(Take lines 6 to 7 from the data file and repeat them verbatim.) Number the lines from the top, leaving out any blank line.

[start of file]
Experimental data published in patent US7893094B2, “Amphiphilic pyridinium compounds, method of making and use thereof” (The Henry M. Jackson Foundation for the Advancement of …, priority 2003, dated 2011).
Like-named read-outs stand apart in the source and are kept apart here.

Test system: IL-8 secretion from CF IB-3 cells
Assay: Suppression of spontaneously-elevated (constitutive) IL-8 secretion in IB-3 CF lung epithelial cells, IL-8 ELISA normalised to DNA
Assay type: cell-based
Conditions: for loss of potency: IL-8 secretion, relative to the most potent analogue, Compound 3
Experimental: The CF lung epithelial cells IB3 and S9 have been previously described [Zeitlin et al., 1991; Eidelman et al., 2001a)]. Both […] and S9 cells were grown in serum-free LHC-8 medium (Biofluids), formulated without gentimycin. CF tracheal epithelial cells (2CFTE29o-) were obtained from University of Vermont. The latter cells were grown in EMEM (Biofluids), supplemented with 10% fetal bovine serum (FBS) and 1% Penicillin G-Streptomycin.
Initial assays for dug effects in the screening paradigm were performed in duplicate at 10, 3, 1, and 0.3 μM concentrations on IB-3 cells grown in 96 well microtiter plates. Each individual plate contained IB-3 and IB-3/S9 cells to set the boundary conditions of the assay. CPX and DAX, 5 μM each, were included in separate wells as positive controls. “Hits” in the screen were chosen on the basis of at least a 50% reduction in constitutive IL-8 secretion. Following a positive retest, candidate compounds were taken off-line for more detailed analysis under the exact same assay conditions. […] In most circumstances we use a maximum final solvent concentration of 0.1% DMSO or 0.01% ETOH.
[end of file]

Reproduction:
Conditions: for loss of potency: IL-8 secretion, relative to the most potent analogue, Compound 3
Experimental: The CF lung epithelial cells IB3 and S9 have been previously described [Zeitlin et al., 1991; Eidelman et al., 2001a)]. Both […] and S9 cells were grown in serum-free LHC-8 medium (Biofluids), formulated without gentimycin. CF tracheal epithelial cells (2CFTE29o-) were obtained from University of Vermont. The latter cells were grown in EMEM (Biofluids), supplemented with 10% fetal bovine serum (FBS) and 1% Penicillin G-Streptomycin.